U.S. Rep. Nancy Pelosi, the former speaker of the House who lost her leadership position when the Democrats failed to obtain a majority in the U.S. House in 2010 and once spent tens of thousands of dollars on snacks as the taxpayers ferried her back and forth, apparently doesn't have a lot of concern for someone else's worries.
The evidence came after U.S. Rep. Michele Bachmann, R-Minn., released a statement on the Supreme Court's actions today. The justices on a technical point allowed to stand a homosexual judge's ruling benefiting homosexuals in California, and struck down the federal Defense of Marriage Act.
The two actions ripped a chasm in the fabric of the United States, which was founded on the concepts of Christianity and the fundamental building block of society being the man-woman and children family, Bachmann suggested.
"Marriage was created by the hand of God. No man, not even a Supreme Court, can undo what a holy God has instituted," Bachmann said. "For thousands of years of recorded human history, no society has defended the legal standard of marriage as anything other than between man and woman. Only since 2000 have we seen a redefinition of this foundational unit of society in various nations.
"Today, the U.S. Supreme Court decided to join the trend, despite the clear will of the people's representatives through DOMA. What the court has done will undermine the best interest of children and the best interests of the United States," she said.
Only a short time later, when pro-homosexual politicians were appearing before reporters, one reporter posed the question about what they thought about Bachmann's comments.
Pelosi's response? "Who cares?"
Others had a somewhat less abrasive tone.
Rep. Jerry Nadler said, "It's very important to understand that people can believe what they want. They can go to what church they want, what synagogue, what they can believe what about temple, what mosque. Marriage or anything else they want. That's a question of religious belief. We're not dealing with religious belief in all these questions. We're dealing with what the state or the federal government does. We have a separation of church and state in this country. So for government purposes, you can be married. The church may not recognize this. That's their business. If you don't want to recognize it from a religious point of view, it's your business. No one is forcing anybody to get married. The point of the separation of church and state is that when we deal with public business and the consecration – not the consecration, but the celebration of marriage by the state, the recognition by the state of who's married is not a religious question."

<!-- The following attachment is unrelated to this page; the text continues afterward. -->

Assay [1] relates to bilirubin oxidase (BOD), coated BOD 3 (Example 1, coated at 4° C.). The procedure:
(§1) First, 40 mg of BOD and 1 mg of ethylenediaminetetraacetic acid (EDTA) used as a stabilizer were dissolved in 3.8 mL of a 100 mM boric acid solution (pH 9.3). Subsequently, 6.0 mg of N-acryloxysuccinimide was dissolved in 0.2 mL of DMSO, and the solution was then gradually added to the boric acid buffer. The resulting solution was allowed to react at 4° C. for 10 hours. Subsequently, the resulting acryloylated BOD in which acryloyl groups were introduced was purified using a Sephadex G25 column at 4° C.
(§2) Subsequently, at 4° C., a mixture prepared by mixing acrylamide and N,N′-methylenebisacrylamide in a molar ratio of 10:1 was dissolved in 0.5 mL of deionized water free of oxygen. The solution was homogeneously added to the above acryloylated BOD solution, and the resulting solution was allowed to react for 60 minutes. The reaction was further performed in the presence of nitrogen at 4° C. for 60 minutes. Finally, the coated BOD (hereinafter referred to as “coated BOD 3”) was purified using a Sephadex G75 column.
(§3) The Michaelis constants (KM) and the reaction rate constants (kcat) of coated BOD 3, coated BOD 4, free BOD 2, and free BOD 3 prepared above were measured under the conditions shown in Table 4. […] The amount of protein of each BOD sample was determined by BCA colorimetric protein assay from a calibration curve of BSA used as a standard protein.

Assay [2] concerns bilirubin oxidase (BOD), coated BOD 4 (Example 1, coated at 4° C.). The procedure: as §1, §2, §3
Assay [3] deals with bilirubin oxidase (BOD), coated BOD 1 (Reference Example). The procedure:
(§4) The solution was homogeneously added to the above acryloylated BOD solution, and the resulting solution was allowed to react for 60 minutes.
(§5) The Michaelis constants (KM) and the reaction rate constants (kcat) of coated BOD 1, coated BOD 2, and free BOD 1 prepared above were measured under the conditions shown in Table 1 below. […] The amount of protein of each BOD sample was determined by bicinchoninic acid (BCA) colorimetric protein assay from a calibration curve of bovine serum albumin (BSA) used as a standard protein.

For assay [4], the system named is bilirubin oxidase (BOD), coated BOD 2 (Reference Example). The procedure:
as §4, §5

Barack Obama seemed to try to reassure the faithful he wouldn't be demanding churches submit to his homosexual agenda immediately, too.
"How religious institutions define and consecrate marriage has always been up to those institutions. Nothing about this decision – which applies only to civil marriages – changes that," he said.
But other members of Congress joined Bachmann later in a news conference, where the theme robustly blasted the Supreme Court justices for being out of their league.
"The Supreme Court has not yet risen to the level of God," Bachmann said then. "They attack something they have no jurisdiction over whatsoever. Marriage is something created by God, and it is something God will define."
She pointedly noted that while the court was claiming to be acting on "equal protection," the judges actually were denying equal protection to voters who elected the representatives and senators, and President Bill Clinton, who voted for and signed DOMA.
Also, the judges were trashing to voting rights of Californians who voted for a one-man-one-woman marriage definition.
"What the Supreme Court is saying is they are asserting the supremacy of the court over all three branches of government," she said.
Joining Bachman was Rep. Steve Scalise of Louisiana, who said, "It's a sad day when unelected judges turn their backs on the will of voters and their elected representatives."
Rep. John Fleming of Louisiana said, "The Supreme Court got it wrong."
And Rep. Joe Pitts of Pennsylvania added, "People acted through the democratic process to define marriage as between one man and one woman. Now they see their decision invalidated. [The court] got it wrong in both cases."
Rep. Tim Wahlberg of Michigan said, "Society itself is at risk."